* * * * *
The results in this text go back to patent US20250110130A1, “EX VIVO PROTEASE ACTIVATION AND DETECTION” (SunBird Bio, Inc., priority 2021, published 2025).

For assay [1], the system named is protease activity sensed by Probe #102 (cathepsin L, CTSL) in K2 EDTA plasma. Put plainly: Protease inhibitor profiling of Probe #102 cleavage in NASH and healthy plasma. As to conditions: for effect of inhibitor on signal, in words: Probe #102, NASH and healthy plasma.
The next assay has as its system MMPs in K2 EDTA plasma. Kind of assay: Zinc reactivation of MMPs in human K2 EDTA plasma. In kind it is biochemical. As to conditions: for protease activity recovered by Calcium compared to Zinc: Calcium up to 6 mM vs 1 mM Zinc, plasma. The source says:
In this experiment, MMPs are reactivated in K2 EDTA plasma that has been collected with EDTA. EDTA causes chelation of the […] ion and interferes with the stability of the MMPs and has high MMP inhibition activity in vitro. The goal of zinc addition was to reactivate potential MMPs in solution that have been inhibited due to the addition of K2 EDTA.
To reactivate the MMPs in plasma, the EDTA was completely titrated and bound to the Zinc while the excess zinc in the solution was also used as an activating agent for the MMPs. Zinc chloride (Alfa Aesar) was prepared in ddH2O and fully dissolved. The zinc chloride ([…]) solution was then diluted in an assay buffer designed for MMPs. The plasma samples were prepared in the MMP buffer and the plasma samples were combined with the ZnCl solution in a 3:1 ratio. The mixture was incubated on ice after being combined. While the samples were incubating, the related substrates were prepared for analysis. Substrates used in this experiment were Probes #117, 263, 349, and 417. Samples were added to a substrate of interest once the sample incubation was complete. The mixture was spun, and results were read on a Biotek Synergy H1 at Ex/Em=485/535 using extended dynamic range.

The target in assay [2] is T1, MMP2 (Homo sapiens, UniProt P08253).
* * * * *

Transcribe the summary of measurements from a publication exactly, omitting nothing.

The results in this text go back to patent US20250110130A1, “EX VIVO PROTEASE ACTIVATION AND DETECTION” (SunBird Bio, Inc., priority 2021, published 2025).

For assay [1], the system named is protease activity sensed by Probe #102 (cathepsin L, CTSL) in K2 EDTA plasma. Put plainly: Protease inhibitor profiling of Probe #102 cleavage in NASH and healthy plasma. As to conditions: for effect of inhibitor on signal, in words: Probe #102, NASH and healthy plasma.
The next assay has as its system MMPs in K2 EDTA plasma. Kind of assay: Zinc reactivation of MMPs in human K2 EDTA plasma. In kind it is biochemical. As to conditions: for protease activity recovered by Calcium compared to Zinc: Calcium up to 6 mM vs 1 mM Zinc, plasma. The source says:
In this experiment, MMPs are reactivated in K2 EDTA plasma that has been collected with EDTA. EDTA causes chelation of the […] ion and interferes with the stability of the MMPs and has high MMP inhibition activity in vitro. The goal of zinc addition was to reactivate potential MMPs in solution that have been inhibited due to the addition of K2 EDTA.
To reactivate the MMPs in plasma, the EDTA was completely titrated and bound to the Zinc while the excess zinc in the solution was also used as an activating agent for the MMPs. Zinc chloride (Alfa Aesar) was prepared in ddH2O and fully dissolved. The zinc chloride ([…]) solution was then diluted in an assay buffer designed for MMPs. The plasma samples were prepared in the MMP buffer and the plasma samples were combined with the ZnCl solution in a 3:1 ratio. The mixture was incubated on ice after being combined. While the samples were incubating, the related substrates were prepared for analysis. Substrates used in this experiment were Probes #117, 263, 349, and 417. Samples were added to a substrate of interest once the sample incubation was complete. The mixture was spun, and results were read on a Biotek Synergy H1 at Ex/Em=485/535 using extended dynamic range.

The target in assay [2] is T1, MMP2 (Homo sapiens, UniProt P08253).